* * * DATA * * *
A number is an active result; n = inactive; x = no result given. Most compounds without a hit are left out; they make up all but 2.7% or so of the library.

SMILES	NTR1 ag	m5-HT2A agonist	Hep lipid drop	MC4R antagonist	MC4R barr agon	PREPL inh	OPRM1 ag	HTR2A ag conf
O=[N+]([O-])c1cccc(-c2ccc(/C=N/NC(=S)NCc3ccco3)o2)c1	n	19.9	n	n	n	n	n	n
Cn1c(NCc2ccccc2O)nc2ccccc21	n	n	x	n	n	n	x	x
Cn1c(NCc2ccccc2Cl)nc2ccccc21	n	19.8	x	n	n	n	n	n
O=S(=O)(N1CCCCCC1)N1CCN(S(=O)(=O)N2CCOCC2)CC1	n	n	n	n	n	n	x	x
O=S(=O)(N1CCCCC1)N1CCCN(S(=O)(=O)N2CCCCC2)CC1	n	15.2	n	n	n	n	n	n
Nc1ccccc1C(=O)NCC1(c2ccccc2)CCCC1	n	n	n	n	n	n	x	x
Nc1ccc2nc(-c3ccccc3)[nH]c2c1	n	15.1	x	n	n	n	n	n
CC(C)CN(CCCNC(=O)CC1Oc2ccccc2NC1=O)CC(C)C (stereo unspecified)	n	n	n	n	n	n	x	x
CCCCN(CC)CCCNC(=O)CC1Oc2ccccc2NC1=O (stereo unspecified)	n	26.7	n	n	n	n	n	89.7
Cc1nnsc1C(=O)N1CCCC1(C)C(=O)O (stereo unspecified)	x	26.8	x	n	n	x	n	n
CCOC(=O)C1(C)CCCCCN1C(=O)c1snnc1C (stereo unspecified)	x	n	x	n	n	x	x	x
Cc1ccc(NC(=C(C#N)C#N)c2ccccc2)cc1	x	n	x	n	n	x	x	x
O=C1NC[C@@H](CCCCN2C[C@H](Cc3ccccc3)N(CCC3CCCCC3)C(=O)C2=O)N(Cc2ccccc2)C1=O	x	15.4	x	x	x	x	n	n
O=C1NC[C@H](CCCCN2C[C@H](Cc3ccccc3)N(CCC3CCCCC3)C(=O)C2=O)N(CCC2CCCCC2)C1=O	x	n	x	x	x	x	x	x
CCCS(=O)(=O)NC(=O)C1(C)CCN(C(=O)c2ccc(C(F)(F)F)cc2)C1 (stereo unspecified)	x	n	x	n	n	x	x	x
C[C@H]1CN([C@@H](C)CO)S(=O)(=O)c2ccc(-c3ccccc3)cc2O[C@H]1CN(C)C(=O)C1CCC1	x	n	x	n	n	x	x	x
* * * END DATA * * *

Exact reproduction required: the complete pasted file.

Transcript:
A number is an active result; n = inactive; x = no result given. Most compounds without a hit are left out; they make up all but 2.7% or so of the library.

SMILES	NTR1 ag	m5-HT2A agonist	Hep lipid drop	MC4R antagonist	MC4R barr agon	PREPL inh	OPRM1 ag	HTR2A ag conf
O=[N+]([O-])c1cccc(-c2ccc(/C=N/NC(=S)NCc3ccco3)o2)c1	n	19.9	n	n	n	n	n	n
Cn1c(NCc2ccccc2O)nc2ccccc21	n	n	x	n	n	n	x	x
Cn1c(NCc2ccccc2Cl)nc2ccccc21	n	19.8	x	n	n	n	n	n
O=S(=O)(N1CCCCCC1)N1CCN(S(=O)(=O)N2CCOCC2)CC1	n	n	n	n	n	n	x	x
O=S(=O)(N1CCCCC1)N1CCCN(S(=O)(=O)N2CCCCC2)CC1	n	15.2	n	n	n	n	n	n
Nc1ccccc1C(=O)NCC1(c2ccccc2)CCCC1	n	n	n	n	n	n	x	x
Nc1ccc2nc(-c3ccccc3)[nH]c2c1	n	15.1	x	n	n	n	n	n
CC(C)CN(CCCNC(=O)CC1Oc2ccccc2NC1=O)CC(C)C (stereo unspecified)	n	n	n	n	n	n	x	x
CCCCN(CC)CCCNC(=O)CC1Oc2ccccc2NC1=O (stereo unspecified)	n	26.7	n	n	n	n	n	89.7
Cc1nnsc1C(=O)N1CCCC1(C)C(=O)O (stereo unspecified)	x	26.8	x	n	n	x	n	n
CCOC(=O)C1(C)CCCCCN1C(=O)c1snnc1C (stereo unspecified)	x	n	x	n	n	x	x	x
Cc1ccc(NC(=C(C#N)C#N)c2ccccc2)cc1	x	n	x	n	n	x	x	x
O=C1NC[C@@H](CCCCN2C[C@H](Cc3ccccc3)N(CCC3CCCCC3)C(=O)C2=O)N(Cc2ccccc2)C1=O	x	15.4	x	x	x	x	n	n
O=C1NC[C@H](CCCCN2C[C@H](Cc3ccccc3)N(CCC3CCCCC3)C(=O)C2=O)N(CCC2CCCCC2)C1=O	x	n	x	x	x	x	x	x
CCCS(=O)(=O)NC(=O)C1(C)CCN(C(=O)c2ccc(C(F)(F)F)cc2)C1 (stereo unspecified)	x	n	x	n	n	x	x	x
C[C@H]1CN([C@@H](C)CO)S(=O)(=O)c2ccc(-c3ccccc3)cc2O[C@H]1CN(C)C(=O)C1CCC1	x	n	x	n	n	x	x	x